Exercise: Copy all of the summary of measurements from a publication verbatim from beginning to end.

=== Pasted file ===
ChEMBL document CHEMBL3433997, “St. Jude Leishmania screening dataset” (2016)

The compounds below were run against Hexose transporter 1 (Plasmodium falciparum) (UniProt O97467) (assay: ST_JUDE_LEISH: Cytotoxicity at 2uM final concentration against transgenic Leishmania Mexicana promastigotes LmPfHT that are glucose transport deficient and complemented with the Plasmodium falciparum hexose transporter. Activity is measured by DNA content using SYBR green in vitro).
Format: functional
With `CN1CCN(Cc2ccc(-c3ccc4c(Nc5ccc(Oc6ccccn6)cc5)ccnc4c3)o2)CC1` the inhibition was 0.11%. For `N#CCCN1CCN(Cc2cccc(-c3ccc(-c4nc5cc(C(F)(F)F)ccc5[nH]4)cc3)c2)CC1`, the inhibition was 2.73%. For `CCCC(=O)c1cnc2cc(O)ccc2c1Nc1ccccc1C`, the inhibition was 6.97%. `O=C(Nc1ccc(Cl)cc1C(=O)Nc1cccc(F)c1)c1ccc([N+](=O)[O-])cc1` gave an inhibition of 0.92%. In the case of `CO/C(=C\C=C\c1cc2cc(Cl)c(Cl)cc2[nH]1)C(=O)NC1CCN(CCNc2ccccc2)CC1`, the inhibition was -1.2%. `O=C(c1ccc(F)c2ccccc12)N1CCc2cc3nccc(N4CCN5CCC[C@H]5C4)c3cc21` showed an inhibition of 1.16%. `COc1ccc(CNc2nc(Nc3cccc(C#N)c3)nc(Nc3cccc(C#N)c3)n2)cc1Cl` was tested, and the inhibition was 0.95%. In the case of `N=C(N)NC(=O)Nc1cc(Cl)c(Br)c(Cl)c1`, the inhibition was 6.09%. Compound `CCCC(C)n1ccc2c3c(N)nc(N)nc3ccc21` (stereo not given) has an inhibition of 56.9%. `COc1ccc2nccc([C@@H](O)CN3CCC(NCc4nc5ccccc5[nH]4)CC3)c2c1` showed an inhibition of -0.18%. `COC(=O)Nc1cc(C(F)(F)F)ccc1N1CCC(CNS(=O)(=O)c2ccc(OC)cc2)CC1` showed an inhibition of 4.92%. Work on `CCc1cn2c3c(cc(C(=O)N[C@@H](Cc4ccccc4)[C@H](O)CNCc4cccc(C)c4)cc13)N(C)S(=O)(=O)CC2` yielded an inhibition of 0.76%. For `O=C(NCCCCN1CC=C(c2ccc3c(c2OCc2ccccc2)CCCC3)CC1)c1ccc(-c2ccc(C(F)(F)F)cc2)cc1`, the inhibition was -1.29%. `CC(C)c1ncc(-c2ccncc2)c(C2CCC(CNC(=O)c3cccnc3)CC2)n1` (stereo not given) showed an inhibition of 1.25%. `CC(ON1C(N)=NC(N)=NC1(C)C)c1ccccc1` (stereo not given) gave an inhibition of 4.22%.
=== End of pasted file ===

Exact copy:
ChEMBL document CHEMBL3433997, “St. Jude Leishmania screening dataset” (2016)

The compounds below were run against Hexose transporter 1 (Plasmodium falciparum) (UniProt O97467) (assay: ST_JUDE_LEISH: Cytotoxicity at 2uM final concentration against transgenic Leishmania Mexicana promastigotes LmPfHT that are glucose transport deficient and complemented with the Plasmodium falciparum hexose transporter. Activity is measured by DNA content using SYBR green in vitro).
Format: functional
With `CN1CCN(Cc2ccc(-c3ccc4c(Nc5ccc(Oc6ccccn6)cc5)ccnc4c3)o2)CC1` the inhibition was 0.11%. For `N#CCCN1CCN(Cc2cccc(-c3ccc(-c4nc5cc(C(F)(F)F)ccc5[nH]4)cc3)c2)CC1`, the inhibition was 2.73%. For `CCCC(=O)c1cnc2cc(O)ccc2c1Nc1ccccc1C`, the inhibition was 6.97%. `O=C(Nc1ccc(Cl)cc1C(=O)Nc1cccc(F)c1)c1ccc([N+](=O)[O-])cc1` gave an inhibition of 0.92%. In the case of `CO/C(=C\C=C\c1cc2cc(Cl)c(Cl)cc2[nH]1)C(=O)NC1CCN(CCNc2ccccc2)CC1`, the inhibition was -1.2%. `O=C(c1ccc(F)c2ccccc12)N1CCc2cc3nccc(N4CCN5CCC[C@H]5C4)c3cc21` showed an inhibition of 1.16%. `COc1ccc(CNc2nc(Nc3cccc(C#N)c3)nc(Nc3cccc(C#N)c3)n2)cc1Cl` was tested, and the inhibition was 0.95%. In the case of `N=C(N)NC(=O)Nc1cc(Cl)c(Br)c(Cl)c1`, the inhibition was 6.09%. Compound `CCCC(C)n1ccc2c3c(N)nc(N)nc3ccc21` (stereo not given) has an inhibition of 56.9%. `COc1ccc2nccc([C@@H](O)CN3CCC(NCc4nc5ccccc5[nH]4)CC3)c2c1` showed an inhibition of -0.18%. `COC(=O)Nc1cc(C(F)(F)F)ccc1N1CCC(CNS(=O)(=O)c2ccc(OC)cc2)CC1` showed an inhibition of 4.92%. Work on `CCc1cn2c3c(cc(C(=O)N[C@@H](Cc4ccccc4)[C@H](O)CNCc4cccc(C)c4)cc13)N(C)S(=O)(=O)CC2` yielded an inhibition of 0.76%. For `O=C(NCCCCN1CC=C(c2ccc3c(c2OCc2ccccc2)CCCC3)CC1)c1ccc(-c2ccc(C(F)(F)F)cc2)cc1`, the inhibition was -1.29%. `CC(C)c1ncc(-c2ccncc2)c(C2CCC(CNC(=O)c3cccnc3)CC2)n1` (stereo not given) showed an inhibition of 1.25%. `CC(ON1C(N)=NC(N)=NC1(C)C)c1ccccc1` (stereo not given) gave an inhibition of 4.22%.